THE general election isn’t the only date to pencil into the diary in early December. On the eighth day of next month – four days before the likes of Boris Johnson, Jeremy Corbyn and Nicola Sturgeon battle it out in the polls - the Old Firm will meet up at Mount Florida to contest the BetFred Cup final. It will be the first Glasgow grudge match in a domestic cup final since Rangers got the better of Celtic in this same competition back in 2011.

When Rangers made sure of their spot by putting an unconvincing Hearts side to the sword yesterday it meant they had also successfully exorcised their Hampden hoodoo.

Prior to yesterday, their last five semi-finals at the national stadium had ended in defeat, without scoring a solitary goal. Throw in the Scottish Cup final defeat to Hearts’ Edinburgh rivals Hibs and that is an even half dozen Hampden defeats on the spin.

Steven Gerrard had only been around for one of those, though, last year’s semi-final defeat to Aberdeen at this venue. And that was back in the days when he had to go with Umar Sadiq up front.

Instead, from the moment a gleeful Filip Helander was given freedom of the penalty area to sweep in the opener in first-half injury time, it was clear yesterday that there was to be no ‘dead cat bounce’ from a Hearts side who dispensed with the services of Craig Levein some 72 hours before kick-off. This was to be a landslide victory.

In fact, when you considered the disarray the Gorgie side were in during a second period where they were fortunate only to concede two more goals, both to Alfredo Morelos, rarely can a team have committed hara kiri to their semi-final chances in such spectacular and unorthodox manner.

A penny for the thoughts of the man who took them to the last four and masterminded a 1-1 draw against these same opponents just two weeks earlier. Not to mention Ann Budge, the club’s owner, who will address the media today with updates a new manager hunt which so far seems to have alighted on Motherwell’s Stephen Robinson as a prospective candidate.

This was the first phase of what Levein’s assistant Austin MacPhee had called a “ten-day audition” to the land the job on a permanent basis and let’s just say he still has some work to do to seal the deal.

Given all of 72 hours to get his plans in order for this game, McPhee insisted it took him just an hour to come with his team.

When the team sheets duly arrived yesterday, some sceptics wondered if he might have been wiser to ponder things a little longer.

While he was relived to welcome Steven Naismith and Jamie Walker back onto his bench, it was a curve ball for him to leave Uche Ikpeazu alongside him, given the hulking frontman’s success in that Tynecastle match-up a fortnight ago.

Instead, there was a first start of the season for Craig Wighton, who along with Ryo Meshino were charged with joining up with one-time Rangers striker Steven MacLean up front.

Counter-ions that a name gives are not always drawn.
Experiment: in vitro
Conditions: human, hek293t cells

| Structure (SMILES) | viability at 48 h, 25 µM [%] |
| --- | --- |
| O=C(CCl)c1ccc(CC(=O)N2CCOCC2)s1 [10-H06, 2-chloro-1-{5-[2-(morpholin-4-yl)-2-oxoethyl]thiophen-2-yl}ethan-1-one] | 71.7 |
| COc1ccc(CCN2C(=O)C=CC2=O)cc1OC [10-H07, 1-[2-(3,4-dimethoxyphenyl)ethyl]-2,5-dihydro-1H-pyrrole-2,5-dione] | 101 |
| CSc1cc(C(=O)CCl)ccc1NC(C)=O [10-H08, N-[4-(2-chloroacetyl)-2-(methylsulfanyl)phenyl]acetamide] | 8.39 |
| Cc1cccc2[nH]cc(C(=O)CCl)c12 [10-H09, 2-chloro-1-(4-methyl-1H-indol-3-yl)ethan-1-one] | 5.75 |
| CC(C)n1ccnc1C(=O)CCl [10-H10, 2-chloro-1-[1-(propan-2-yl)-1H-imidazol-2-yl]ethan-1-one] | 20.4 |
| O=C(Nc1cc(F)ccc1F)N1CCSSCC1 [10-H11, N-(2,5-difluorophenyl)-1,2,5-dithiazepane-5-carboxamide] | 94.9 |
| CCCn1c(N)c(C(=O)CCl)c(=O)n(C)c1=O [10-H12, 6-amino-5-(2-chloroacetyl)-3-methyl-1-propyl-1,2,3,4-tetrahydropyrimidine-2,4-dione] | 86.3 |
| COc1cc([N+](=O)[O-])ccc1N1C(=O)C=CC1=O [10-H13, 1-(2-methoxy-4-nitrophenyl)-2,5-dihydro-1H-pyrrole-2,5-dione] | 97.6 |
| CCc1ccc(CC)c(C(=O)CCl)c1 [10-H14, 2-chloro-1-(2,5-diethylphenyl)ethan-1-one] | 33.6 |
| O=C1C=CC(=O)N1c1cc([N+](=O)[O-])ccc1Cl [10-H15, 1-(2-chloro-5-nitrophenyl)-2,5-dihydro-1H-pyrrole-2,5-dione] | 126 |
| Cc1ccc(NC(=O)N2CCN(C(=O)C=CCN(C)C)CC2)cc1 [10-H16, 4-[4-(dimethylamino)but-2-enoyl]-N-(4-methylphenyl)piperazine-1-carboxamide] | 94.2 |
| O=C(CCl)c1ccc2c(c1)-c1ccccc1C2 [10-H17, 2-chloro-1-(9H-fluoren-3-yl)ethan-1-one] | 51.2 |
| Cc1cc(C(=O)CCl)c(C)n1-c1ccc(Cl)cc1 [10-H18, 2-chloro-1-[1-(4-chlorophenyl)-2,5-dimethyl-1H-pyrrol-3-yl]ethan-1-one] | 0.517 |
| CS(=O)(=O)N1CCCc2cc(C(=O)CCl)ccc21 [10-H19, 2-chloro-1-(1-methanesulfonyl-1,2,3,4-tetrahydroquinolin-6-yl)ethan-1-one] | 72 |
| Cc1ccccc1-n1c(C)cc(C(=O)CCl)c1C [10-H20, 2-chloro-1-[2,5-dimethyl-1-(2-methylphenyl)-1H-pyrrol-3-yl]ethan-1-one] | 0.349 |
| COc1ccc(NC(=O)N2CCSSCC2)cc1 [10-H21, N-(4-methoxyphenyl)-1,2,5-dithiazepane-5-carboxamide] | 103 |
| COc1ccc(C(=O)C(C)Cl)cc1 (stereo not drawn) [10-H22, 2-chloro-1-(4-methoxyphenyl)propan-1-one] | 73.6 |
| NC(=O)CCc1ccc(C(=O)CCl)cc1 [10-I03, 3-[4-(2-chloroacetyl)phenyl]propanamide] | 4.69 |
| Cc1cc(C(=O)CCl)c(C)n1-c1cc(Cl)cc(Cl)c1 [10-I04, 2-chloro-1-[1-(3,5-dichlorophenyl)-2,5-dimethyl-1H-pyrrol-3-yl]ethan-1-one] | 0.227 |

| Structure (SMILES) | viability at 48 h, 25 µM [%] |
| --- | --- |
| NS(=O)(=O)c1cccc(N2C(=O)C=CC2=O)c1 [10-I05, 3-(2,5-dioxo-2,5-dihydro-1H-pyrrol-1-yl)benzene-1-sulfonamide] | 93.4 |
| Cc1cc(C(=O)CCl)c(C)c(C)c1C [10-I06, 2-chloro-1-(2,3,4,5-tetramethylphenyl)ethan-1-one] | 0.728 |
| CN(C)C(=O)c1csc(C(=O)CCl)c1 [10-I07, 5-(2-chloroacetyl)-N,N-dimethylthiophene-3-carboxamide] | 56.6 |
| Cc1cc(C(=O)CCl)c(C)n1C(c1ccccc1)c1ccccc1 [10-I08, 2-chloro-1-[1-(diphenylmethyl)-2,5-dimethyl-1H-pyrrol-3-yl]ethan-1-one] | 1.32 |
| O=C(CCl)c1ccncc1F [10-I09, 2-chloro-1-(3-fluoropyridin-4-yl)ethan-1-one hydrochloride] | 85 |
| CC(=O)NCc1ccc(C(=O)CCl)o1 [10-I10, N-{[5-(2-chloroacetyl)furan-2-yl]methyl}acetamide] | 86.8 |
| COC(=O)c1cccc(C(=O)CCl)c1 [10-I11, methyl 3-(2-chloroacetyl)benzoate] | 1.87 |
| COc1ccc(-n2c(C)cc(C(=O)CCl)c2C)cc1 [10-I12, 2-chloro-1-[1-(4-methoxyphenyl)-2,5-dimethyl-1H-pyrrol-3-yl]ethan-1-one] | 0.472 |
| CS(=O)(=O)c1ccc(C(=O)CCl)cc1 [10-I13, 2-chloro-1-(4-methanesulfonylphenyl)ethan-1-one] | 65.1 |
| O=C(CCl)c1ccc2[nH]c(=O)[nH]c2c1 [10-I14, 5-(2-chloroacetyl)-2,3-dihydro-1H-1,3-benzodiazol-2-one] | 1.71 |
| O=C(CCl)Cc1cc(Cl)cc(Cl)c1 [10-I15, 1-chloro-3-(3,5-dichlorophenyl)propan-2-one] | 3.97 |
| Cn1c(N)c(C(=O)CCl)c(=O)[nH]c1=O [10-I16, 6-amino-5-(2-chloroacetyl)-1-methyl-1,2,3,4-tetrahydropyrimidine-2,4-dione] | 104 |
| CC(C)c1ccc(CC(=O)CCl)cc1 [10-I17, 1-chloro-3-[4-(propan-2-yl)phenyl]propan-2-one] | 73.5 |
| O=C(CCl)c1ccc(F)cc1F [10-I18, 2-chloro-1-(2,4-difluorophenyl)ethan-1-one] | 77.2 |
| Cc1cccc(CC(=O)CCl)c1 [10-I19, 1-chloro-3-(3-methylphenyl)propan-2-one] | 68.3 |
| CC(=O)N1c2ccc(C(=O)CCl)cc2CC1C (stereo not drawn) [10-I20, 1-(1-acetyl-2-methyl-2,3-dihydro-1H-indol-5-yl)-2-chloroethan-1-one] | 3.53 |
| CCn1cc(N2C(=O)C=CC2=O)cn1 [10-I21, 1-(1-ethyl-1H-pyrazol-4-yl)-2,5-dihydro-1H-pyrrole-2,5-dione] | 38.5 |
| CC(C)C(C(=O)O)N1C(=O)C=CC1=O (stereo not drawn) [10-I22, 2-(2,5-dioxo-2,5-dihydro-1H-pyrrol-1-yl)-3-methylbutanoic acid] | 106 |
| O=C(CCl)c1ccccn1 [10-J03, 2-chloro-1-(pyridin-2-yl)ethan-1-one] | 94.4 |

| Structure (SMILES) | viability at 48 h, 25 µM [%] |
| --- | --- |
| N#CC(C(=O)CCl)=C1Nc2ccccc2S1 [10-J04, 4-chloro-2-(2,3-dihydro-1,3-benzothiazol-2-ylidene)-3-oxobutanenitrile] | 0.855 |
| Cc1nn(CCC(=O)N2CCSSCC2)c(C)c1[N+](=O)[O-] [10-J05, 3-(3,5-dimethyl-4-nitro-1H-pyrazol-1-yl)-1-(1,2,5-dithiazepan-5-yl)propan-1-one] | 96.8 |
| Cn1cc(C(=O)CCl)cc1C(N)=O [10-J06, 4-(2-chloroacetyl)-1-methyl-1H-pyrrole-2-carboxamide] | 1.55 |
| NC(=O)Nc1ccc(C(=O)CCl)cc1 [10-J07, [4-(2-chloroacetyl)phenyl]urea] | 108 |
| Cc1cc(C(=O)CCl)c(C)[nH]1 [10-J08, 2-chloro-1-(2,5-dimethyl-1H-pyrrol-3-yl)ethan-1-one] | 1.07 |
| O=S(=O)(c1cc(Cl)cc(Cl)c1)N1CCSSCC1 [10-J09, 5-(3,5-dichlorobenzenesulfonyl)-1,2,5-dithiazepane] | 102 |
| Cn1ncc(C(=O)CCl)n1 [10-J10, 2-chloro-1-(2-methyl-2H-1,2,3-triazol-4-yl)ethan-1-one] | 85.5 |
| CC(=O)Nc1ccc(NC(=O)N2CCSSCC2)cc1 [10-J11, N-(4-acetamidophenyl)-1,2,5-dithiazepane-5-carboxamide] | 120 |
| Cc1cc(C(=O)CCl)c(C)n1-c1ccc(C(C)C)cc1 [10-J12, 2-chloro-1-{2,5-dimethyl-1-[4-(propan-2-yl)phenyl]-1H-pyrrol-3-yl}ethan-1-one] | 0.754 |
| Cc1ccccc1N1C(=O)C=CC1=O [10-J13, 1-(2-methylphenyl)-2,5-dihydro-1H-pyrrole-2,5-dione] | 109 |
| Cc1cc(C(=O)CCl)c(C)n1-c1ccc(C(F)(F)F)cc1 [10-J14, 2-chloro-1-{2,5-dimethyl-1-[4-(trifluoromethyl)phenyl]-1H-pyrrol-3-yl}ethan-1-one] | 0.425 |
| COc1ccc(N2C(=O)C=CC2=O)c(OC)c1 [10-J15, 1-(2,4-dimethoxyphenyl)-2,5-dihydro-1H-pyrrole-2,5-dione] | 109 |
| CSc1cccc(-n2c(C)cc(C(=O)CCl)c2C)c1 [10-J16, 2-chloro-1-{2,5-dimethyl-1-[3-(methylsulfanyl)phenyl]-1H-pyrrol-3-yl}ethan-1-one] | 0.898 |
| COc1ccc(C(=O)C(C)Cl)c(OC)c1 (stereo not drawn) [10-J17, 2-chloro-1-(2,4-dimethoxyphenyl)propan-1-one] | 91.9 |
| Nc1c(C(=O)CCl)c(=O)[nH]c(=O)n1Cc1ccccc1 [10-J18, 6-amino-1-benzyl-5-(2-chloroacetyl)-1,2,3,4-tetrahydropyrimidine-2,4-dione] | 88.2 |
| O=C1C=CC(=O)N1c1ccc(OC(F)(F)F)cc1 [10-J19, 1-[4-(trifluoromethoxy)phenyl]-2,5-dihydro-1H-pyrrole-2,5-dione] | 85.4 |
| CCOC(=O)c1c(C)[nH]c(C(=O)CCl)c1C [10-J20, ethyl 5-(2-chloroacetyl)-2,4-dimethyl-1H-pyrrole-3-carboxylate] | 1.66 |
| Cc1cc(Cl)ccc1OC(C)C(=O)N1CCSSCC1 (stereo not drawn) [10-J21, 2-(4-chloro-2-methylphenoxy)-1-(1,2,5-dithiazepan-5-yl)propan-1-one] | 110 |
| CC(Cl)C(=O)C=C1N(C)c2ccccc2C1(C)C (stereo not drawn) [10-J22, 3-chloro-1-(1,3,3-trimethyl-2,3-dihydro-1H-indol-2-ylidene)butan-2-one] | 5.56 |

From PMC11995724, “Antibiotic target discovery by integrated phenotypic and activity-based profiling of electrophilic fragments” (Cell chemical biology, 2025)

It wasn’t exactly MacPhee’s fault, but as it happened MacLean was up the tunnel and Ikpeazu on in his stead five minutes before half time. First, the veteran striker picked up a soft first booking in an aerial challenge with Connor Goldson then he was hauled off unceremoniously before he got sent off after lunging in on goalkeeper Allan McGregor.

Soon to turn 38, the striker can hardly use inexperience as an excuse.

Neither was it MacPhee’s fault that the club’s injury curse should recur in such spectacular fashion Losing Glenn Whelan 20 minutes in was as a hammer blow, just as it was to see Michael Smith hirple to the sidelines shortly after the restart.

But while it took Rangers a while to get to grips to Hearts’ 4-3-3 shape, once James Tavernier started getting outside Ryo Meshino down the right it was only a matter of time until they pressed home their advantage in this match.

Had their final ball or finish been sharper, this game could have been even easier than it was for the Ibrox side.

Prior to his departure, Smith in particularly was continuing his fine recent form, saving three goals himself with blocks during that opening period, while Joel Pereira saved well from both Ryan Jack and Tavernier.

Hearts were rarely in the match as an attacking force but they almost got in at half-time unscathed. The notion was undone in added time when Morelos returned a partially-cleared corner through the legs of Smith and a mix-up of defensive assignments allowed Helander to smash the ball into the net from close range.

Stung by the setback, Ikpeazu had time to get a shot on target for the Tynecastle side, but his effort was too close to McGregor. Instead, this game was done as a contest just a minute into the second period when Tavernier returned a Barisic cross into the area with interest and the movement of Morelos and a sharp near post finish was too much for Hearts to contend with.

The little striker broke the 20-goal barrier by the start of November with number three, Ryan Kent’s stepovers and speed too much for the now demoralised Hickey, who was left manfully plugging the trenches at centre half, with Morelos guiding a low finish into the bottom corner.

It was testament to Joel Pereira that the final scoreline wasn’t more painful for Hearts. While their end of this ground had all but emptied fully ten minutes before the final whistle, Rangers fans gloried in a further step in their side’s return to relevance.

With new sporting director Ross Wilson at Hampden yesterday for the first time to survey the squad at his disposal, they will return to this stadium next month to see whether they can do anything about Celtic’s three-year stranglehold of Scotland’s domestic silverware.